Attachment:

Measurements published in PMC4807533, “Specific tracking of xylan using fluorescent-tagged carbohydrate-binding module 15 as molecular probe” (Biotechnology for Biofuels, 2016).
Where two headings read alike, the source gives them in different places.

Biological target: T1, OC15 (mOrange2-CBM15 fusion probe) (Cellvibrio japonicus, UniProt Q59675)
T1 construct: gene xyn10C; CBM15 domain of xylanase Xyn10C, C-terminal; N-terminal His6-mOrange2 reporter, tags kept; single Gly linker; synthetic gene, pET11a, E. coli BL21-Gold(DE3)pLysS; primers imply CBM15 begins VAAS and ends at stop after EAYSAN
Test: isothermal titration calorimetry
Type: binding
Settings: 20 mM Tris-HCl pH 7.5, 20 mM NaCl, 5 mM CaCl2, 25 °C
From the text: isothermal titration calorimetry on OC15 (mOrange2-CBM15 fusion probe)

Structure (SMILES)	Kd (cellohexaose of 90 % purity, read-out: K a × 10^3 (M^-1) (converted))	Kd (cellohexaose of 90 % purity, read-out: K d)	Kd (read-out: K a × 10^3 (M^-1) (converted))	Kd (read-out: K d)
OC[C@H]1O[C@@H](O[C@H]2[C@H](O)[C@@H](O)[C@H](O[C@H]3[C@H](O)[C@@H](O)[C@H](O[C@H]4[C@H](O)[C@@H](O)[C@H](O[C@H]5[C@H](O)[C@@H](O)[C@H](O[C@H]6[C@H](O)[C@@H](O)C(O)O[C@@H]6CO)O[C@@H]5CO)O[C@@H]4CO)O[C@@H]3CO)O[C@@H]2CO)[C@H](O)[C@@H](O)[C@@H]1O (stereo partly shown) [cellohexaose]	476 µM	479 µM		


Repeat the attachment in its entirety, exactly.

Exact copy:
Measurements published in PMC4807533, “Specific tracking of xylan using fluorescent-tagged carbohydrate-binding module 15 as molecular probe” (Biotechnology for Biofuels, 2016).
Where two headings read alike, the source gives them in different places.

Biological target: T1, OC15 (mOrange2-CBM15 fusion probe) (Cellvibrio japonicus, UniProt Q59675)
T1 construct: gene xyn10C; CBM15 domain of xylanase Xyn10C, C-terminal; N-terminal His6-mOrange2 reporter, tags kept; single Gly linker; synthetic gene, pET11a, E. coli BL21-Gold(DE3)pLysS; primers imply CBM15 begins VAAS and ends at stop after EAYSAN
Test: isothermal titration calorimetry
Type: binding
Settings: 20 mM Tris-HCl pH 7.5, 20 mM NaCl, 5 mM CaCl2, 25 °C
From the text: isothermal titration calorimetry on OC15 (mOrange2-CBM15 fusion probe)

Structure (SMILES)	Kd (cellohexaose of 90 % purity, read-out: K a × 10^3 (M^-1) (converted))	Kd (cellohexaose of 90 % purity, read-out: K d)	Kd (read-out: K a × 10^3 (M^-1) (converted))	Kd (read-out: K d)
OC[C@H]1O[C@@H](O[C@H]2[C@H](O)[C@@H](O)[C@H](O[C@H]3[C@H](O)[C@@H](O)[C@H](O[C@H]4[C@H](O)[C@@H](O)[C@H](O[C@H]5[C@H](O)[C@@H](O)[C@H](O[C@H]6[C@H](O)[C@@H](O)C(O)O[C@@H]6CO)O[C@@H]5CO)O[C@@H]4CO)O[C@@H]3CO)O[C@@H]2CO)[C@H](O)[C@@H](O)[C@@H]1O (stereo partly shown) [cellohexaose]	476 µM	479 µM		